An outgrowth of my collaboration with Deana is the realization that the lands stolen through colonization made consumerism and extractive industries possible. This in turn contributed to climate change, pollution of the air, water and soil, and multiple environmental social justice issues. These concepts, along with land acknowledgements and quotes of Native wisdom, are woven throughout the exhibition.

Exhibition Videos

I was also fortunate to collaborate with film maker Brady Holden who created the short film above that accompanies Alterations. The video includes the creation process of several of the sculptures in the exhibition. Brady won an award for another short film he created about my sculpture “Pacifica”, which is also part of the show.

A traveling exhibition

I am now partnering with Cynthia Graves and her business Guest Curator, to tour Alternations around the United States. Cynthia places traveling art exhibitions in museums and art centers around the US and managed my first Atlanta exhibition, ReDress that traveled throughout the country for over 5 years. My hope is that Alterations will do the same.

Muscatine Art Center, 2021

Alterations second stop after the Atlanta Airport, was the Muscatine Art Center in Iowa in the summer/fall 2021. Staff there, used the exhibition to engage many different parts of the community including: book groups, local beekeepers, the City’s solid waste/recycling/water conservation departments, and the local library. The City also broadcast an interview with me about the exhibition on the local cable access channel. In conjunction with the Stanley Center for Peace and Security, the Art Center offered summer tours for kids that were followed by zoom workshops I led from my home in Portland. One lesson we have learned during COVID is that virtual meetings, presentations and workshops can be very effective. Additionally, virtual instead of in-person presentations and workshops cut down on the carbon emissions created by my traveling for these activities.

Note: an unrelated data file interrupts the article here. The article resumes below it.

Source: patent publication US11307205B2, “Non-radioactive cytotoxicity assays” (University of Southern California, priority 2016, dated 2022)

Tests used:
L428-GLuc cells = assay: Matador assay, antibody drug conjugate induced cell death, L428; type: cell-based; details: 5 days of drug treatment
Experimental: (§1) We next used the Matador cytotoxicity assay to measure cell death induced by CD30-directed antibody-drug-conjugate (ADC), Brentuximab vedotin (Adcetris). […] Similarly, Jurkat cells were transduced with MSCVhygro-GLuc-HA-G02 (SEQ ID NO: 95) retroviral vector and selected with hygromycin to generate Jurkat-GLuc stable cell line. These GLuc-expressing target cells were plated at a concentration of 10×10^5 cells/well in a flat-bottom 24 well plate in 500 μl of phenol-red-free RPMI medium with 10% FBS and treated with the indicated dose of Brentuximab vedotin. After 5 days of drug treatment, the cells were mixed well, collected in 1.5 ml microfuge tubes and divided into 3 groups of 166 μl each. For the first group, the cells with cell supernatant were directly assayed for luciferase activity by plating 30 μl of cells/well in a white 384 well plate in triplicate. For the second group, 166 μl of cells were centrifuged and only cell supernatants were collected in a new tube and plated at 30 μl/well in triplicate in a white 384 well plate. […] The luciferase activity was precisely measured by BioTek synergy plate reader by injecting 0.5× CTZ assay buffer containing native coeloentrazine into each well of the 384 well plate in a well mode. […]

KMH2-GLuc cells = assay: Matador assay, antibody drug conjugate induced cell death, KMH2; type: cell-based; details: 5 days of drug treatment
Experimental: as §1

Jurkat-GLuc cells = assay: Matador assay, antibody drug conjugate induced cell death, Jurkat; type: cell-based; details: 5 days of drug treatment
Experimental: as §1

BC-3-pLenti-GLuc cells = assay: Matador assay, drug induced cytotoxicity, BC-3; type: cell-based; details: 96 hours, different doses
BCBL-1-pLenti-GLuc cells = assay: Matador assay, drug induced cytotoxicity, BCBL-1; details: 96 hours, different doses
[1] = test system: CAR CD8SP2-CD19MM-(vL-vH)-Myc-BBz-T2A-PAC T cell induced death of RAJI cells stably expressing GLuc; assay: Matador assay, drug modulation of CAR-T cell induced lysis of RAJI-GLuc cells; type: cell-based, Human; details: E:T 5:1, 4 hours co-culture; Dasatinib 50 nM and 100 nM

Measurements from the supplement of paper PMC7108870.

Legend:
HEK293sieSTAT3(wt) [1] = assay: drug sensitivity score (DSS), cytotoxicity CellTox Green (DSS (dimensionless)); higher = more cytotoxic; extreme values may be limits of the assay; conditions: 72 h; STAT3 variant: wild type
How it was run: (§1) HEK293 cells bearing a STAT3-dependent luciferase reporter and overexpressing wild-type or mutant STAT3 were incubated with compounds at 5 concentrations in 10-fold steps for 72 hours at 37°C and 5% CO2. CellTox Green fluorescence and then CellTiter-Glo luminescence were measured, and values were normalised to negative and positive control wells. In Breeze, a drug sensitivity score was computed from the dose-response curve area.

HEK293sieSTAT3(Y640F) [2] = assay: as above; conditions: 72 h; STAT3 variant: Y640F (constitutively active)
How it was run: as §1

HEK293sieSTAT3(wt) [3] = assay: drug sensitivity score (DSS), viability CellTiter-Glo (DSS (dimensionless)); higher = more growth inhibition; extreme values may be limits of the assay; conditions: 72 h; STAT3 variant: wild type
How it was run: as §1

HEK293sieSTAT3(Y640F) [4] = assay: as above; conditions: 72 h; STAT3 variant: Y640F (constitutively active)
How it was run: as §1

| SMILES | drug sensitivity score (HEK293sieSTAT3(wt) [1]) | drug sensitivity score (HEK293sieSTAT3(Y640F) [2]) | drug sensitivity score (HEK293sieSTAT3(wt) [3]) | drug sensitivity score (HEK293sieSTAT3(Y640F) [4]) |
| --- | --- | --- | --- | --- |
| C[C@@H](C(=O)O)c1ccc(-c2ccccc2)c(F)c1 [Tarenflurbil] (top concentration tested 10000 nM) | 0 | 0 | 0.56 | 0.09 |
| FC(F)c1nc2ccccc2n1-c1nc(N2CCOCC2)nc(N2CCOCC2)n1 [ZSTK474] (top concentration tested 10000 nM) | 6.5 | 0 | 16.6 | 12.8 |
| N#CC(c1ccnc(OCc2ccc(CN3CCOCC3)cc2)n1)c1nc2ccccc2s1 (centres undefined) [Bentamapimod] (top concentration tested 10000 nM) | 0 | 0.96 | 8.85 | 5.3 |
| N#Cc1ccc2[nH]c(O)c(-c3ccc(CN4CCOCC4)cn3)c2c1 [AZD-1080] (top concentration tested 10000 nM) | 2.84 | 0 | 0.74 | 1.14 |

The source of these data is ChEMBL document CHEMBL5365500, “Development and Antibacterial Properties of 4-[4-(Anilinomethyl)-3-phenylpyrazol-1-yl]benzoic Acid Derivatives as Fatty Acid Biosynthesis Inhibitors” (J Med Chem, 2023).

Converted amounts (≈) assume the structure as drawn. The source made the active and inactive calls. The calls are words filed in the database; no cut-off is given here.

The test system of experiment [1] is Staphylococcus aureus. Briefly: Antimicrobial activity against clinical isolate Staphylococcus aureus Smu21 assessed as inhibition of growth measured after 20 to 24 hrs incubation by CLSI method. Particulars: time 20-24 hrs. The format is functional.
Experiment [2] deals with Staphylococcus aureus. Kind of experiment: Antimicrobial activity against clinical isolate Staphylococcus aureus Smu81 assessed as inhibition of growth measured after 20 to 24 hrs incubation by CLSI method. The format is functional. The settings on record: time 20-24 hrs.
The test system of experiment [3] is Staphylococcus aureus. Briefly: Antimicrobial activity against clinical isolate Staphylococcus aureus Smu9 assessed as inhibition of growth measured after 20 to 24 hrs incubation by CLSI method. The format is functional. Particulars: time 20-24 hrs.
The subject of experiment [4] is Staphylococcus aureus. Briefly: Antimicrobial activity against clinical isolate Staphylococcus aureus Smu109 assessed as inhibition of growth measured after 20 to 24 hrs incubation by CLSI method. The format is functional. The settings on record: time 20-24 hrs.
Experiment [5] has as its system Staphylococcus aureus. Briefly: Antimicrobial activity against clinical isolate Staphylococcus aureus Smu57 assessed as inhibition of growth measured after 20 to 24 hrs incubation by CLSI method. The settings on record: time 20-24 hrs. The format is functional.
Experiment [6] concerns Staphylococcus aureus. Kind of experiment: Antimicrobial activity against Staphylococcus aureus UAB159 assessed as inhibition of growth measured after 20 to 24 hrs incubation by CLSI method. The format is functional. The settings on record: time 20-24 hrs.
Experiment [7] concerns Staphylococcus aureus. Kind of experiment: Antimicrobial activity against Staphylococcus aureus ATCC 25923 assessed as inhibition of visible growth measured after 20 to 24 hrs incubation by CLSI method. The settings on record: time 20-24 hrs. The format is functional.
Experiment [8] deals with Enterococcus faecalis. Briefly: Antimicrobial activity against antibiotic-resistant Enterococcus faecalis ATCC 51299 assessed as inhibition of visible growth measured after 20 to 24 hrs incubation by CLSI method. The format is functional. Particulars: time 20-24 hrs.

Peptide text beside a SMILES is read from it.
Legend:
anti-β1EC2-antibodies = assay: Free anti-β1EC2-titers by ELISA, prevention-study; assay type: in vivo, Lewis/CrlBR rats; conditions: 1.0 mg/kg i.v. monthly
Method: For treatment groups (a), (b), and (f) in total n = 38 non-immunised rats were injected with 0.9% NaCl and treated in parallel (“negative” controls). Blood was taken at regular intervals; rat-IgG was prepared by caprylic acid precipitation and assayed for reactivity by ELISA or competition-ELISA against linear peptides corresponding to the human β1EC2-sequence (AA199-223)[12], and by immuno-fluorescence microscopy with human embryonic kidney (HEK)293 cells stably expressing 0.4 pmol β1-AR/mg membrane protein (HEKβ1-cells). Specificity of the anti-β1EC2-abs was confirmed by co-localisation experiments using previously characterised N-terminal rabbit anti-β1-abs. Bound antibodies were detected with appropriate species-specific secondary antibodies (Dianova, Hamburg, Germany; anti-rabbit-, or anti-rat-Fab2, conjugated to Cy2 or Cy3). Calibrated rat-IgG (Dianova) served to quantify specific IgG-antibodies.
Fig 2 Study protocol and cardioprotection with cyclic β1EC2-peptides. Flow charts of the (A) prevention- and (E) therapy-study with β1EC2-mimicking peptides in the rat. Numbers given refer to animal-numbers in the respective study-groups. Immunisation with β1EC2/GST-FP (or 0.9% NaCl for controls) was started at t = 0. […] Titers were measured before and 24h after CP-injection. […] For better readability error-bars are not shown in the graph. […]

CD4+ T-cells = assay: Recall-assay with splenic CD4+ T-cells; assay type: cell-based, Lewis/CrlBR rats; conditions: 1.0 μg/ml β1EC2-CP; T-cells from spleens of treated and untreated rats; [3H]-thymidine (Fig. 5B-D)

The next stop for the show will be in January 2022 at the Harnett Museum of Art, part of the University of Richmond Museums in Richmond, Virginia. I’m eager to see how the Museum staff will share the exhibition with the community and especially with the University departments and classes. Education has always been the primary goal of my work and so being hosted by educational organizations is especially exciting to me!

Collaboration, partnerships, teamwork, cooperation is what has made this exhibition on climate change possible and is, I believe, our hope for the future.

Thank you to all who collaborated on this exhibition!

Deana Dartt, Nicole Morris-Judd, Liz Zavodsky, David Macek, Alan Ransenberg, Brady Holden, Becky Judd, Barbara Backstrand, Kristin Wessel, Rob Greenfield, Terri Shank, Debbie Pickering, Mitch Maxson, Julia Amato, Kaileigh Westermann, Lisa Appel, Barry Morgenstern, Josh Judd, Jennifer Tuvell, Diane Pansire, Ian Bell, Jayne Vetter, David Judd, Martha Sorensen, Kim Davison, Melanie Alexander, Arwen Kuttner, Toby Herzlich, Joyce Helling, Camille Riley, Derek Peterson, Russell Parks and Julia White, John G Clark, Bette Bradbury, John Lawrence, Mary Beebe, Jeana Edelman, Lee Carrothers, Jenifer Prendergast, Box Studio (Kevin and Jennifer Box), Susie Peterson, Sandrine Perez, Donna Murphy, Russell Parks, Annette Bellamy, Agnes Noonan, Mary Hoffman, John Olson, Bruce Yates, Dylan Lawrence, Carrie Williams, Mercedes Encinias, Shana Morris, Frances Ku, Loretta Martinez, Lisa Hatchadoorian, Leemil Hardison, Ned Morris, Jackie Caballero, Maia Lawrence, Ley and Karl Schleich, Mabel and Michele Quintanta-English, Kevin Di Palma, Wyn Lewis, Kim Davidson, Cat Wilt, Bill Meador, Charlotte Cooke, Nita and Clay Judd, Emily Cooke, Kim McCormick, Betsy Pridmore, Steve Welch, Horizons Sustainable Financial Services, Heart In Diamond (sustainable diamonds made from ashes), the Nature Conservancy of Oregon, Surfrider Foundation, Port of Portland, Beacon Converters,, Project Drawdown

Some of the people that made these sculptures come alive!

« Back to the blog